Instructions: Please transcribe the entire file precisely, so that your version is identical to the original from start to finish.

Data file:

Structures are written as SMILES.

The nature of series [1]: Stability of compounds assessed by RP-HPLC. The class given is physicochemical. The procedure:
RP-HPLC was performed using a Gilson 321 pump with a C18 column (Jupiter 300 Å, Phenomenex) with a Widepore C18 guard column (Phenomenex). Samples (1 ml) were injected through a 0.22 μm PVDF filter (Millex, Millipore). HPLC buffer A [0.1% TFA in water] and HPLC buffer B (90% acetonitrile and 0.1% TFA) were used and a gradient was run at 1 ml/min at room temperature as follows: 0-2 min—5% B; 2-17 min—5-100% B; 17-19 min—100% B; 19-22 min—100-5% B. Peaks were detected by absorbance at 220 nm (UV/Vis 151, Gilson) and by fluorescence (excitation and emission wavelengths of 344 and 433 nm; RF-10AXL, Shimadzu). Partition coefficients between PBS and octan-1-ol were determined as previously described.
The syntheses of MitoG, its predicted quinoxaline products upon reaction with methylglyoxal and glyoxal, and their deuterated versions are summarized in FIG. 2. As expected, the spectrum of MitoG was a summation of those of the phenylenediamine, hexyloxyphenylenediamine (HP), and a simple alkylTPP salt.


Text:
Structures are written as SMILES.

The nature of series [1]: Stability of compounds assessed by RP-HPLC. The class given is physicochemical. The procedure:
RP-HPLC was performed using a Gilson 321 pump with a C18 column (Jupiter 300 Å, Phenomenex) with a Widepore C18 guard column (Phenomenex). Samples (1 ml) were injected through a 0.22 μm PVDF filter (Millex, Millipore). HPLC buffer A [0.1% TFA in water] and HPLC buffer B (90% acetonitrile and 0.1% TFA) were used and a gradient was run at 1 ml/min at room temperature as follows: 0-2 min—5% B; 2-17 min—5-100% B; 17-19 min—100% B; 19-22 min—100-5% B. Peaks were detected by absorbance at 220 nm (UV/Vis 151, Gilson) and by fluorescence (excitation and emission wavelengths of 344 and 433 nm; RF-10AXL, Shimadzu). Partition coefficients between PBS and octan-1-ol were determined as previously described.
The syntheses of MitoG, its predicted quinoxaline products upon reaction with methylglyoxal and glyoxal, and their deuterated versions are summarized in FIG. 2. As expected, the spectrum of MitoG was a summation of those of the phenylenediamine, hexyloxyphenylenediamine (HP), and a simple alkylTPP salt.